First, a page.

• University of Michigan researchers who tested 3,610 people between the ages of 24 and 96 found that even 10 minutes of social interaction improved cognitive performance.

Avoiding isolation is especially important for caregivers whose stress levels often feed physical and mental ailments. As well-said by one former caregiver, Juanita Tucker: “Each of us needs time for self, for friends, for fun, for recreation. Fulfilling these needs will not take away from our loved ones. Indeed, it will nourish and enrich us, and enable us to give more.”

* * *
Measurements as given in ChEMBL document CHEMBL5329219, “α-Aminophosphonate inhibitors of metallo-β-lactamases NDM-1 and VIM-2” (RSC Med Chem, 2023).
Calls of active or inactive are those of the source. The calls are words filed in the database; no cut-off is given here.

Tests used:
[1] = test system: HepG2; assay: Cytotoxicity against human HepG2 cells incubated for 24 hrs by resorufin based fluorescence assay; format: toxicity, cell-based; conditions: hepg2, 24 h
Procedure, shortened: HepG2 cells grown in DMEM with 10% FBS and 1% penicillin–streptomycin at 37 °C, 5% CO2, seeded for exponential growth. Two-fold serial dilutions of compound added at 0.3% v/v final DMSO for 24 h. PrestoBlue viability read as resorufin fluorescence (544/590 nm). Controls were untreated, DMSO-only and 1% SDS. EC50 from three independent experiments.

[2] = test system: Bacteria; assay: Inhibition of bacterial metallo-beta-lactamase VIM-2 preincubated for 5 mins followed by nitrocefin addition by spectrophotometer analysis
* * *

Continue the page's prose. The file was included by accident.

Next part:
So if people need people for healthy aging, how can we nurture those relationships?

Here are a few ideas:

Make physical exercise a group exercise. Taking a daily walk is good for your body and brain, and taking a walk with a friend may compound your sense of well-being. It is much easier to get your daily exercise if you do something you enjoy with someone you enjoy. Walk, swim, play croquet or bowl—whatever floats your boat. If you can’t get out due to weather or disability, electronic games such as Wii cleverly offer the opportunity to play old favorite sports in the comfort of home—and with companions.

Put multiple minds together for brain aerobics.